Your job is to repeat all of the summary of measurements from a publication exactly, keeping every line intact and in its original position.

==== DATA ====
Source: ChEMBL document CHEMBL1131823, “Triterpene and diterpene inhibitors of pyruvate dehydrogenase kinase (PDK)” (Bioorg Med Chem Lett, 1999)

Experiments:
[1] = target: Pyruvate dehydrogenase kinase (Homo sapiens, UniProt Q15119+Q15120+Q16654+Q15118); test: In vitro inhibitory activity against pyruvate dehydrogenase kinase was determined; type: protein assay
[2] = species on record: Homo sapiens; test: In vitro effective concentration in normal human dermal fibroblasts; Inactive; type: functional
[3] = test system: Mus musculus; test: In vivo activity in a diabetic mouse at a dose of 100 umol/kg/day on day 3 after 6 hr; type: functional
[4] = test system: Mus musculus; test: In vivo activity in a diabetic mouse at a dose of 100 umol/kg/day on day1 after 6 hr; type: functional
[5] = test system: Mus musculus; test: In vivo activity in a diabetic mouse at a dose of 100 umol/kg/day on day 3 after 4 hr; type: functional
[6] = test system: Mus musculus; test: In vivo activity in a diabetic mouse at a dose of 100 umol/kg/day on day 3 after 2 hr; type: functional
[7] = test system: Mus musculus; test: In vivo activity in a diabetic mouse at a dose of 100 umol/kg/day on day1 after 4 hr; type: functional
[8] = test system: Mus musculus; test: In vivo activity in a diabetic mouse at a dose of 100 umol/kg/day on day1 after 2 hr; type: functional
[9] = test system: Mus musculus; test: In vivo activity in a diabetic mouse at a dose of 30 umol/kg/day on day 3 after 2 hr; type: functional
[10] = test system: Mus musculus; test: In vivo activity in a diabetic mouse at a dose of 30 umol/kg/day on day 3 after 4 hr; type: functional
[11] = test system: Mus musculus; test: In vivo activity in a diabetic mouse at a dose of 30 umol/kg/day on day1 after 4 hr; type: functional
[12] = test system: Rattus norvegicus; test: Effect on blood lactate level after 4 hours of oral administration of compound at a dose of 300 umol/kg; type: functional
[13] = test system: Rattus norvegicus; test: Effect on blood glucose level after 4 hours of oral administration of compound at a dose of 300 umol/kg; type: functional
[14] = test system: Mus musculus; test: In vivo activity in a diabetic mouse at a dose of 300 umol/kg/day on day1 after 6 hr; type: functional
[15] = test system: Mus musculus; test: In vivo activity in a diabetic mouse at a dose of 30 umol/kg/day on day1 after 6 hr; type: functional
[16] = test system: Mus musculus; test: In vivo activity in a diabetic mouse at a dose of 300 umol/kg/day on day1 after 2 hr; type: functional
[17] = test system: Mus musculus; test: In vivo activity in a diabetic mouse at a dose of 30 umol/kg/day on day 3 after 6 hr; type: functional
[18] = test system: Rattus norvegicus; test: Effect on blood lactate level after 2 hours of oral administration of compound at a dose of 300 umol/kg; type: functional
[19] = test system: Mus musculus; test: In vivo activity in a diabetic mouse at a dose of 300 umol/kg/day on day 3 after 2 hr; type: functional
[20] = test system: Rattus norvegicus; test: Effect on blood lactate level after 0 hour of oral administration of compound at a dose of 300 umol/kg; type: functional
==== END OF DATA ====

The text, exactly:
Source: ChEMBL document CHEMBL1131823, “Triterpene and diterpene inhibitors of pyruvate dehydrogenase kinase (PDK)” (Bioorg Med Chem Lett, 1999)

Experiments:
[1] = target: Pyruvate dehydrogenase kinase (Homo sapiens, UniProt Q15119+Q15120+Q16654+Q15118); test: In vitro inhibitory activity against pyruvate dehydrogenase kinase was determined; type: protein assay
[2] = species on record: Homo sapiens; test: In vitro effective concentration in normal human dermal fibroblasts; Inactive; type: functional
[3] = test system: Mus musculus; test: In vivo activity in a diabetic mouse at a dose of 100 umol/kg/day on day 3 after 6 hr; type: functional
[4] = test system: Mus musculus; test: In vivo activity in a diabetic mouse at a dose of 100 umol/kg/day on day1 after 6 hr; type: functional
[5] = test system: Mus musculus; test: In vivo activity in a diabetic mouse at a dose of 100 umol/kg/day on day 3 after 4 hr; type: functional
[6] = test system: Mus musculus; test: In vivo activity in a diabetic mouse at a dose of 100 umol/kg/day on day 3 after 2 hr; type: functional
[7] = test system: Mus musculus; test: In vivo activity in a diabetic mouse at a dose of 100 umol/kg/day on day1 after 4 hr; type: functional
[8] = test system: Mus musculus; test: In vivo activity in a diabetic mouse at a dose of 100 umol/kg/day on day1 after 2 hr; type: functional
[9] = test system: Mus musculus; test: In vivo activity in a diabetic mouse at a dose of 30 umol/kg/day on day 3 after 2 hr; type: functional
[10] = test system: Mus musculus; test: In vivo activity in a diabetic mouse at a dose of 30 umol/kg/day on day 3 after 4 hr; type: functional
[11] = test system: Mus musculus; test: In vivo activity in a diabetic mouse at a dose of 30 umol/kg/day on day1 after 4 hr; type: functional
[12] = test system: Rattus norvegicus; test: Effect on blood lactate level after 4 hours of oral administration of compound at a dose of 300 umol/kg; type: functional
[13] = test system: Rattus norvegicus; test: Effect on blood glucose level after 4 hours of oral administration of compound at a dose of 300 umol/kg; type: functional
[14] = test system: Mus musculus; test: In vivo activity in a diabetic mouse at a dose of 300 umol/kg/day on day1 after 6 hr; type: functional
[15] = test system: Mus musculus; test: In vivo activity in a diabetic mouse at a dose of 30 umol/kg/day on day1 after 6 hr; type: functional
[16] = test system: Mus musculus; test: In vivo activity in a diabetic mouse at a dose of 300 umol/kg/day on day1 after 2 hr; type: functional
[17] = test system: Mus musculus; test: In vivo activity in a diabetic mouse at a dose of 30 umol/kg/day on day 3 after 6 hr; type: functional
[18] = test system: Rattus norvegicus; test: Effect on blood lactate level after 2 hours of oral administration of compound at a dose of 300 umol/kg; type: functional
[19] = test system: Mus musculus; test: In vivo activity in a diabetic mouse at a dose of 300 umol/kg/day on day 3 after 2 hr; type: functional
[20] = test system: Rattus norvegicus; test: Effect on blood lactate level after 0 hour of oral administration of compound at a dose of 300 umol/kg; type: functional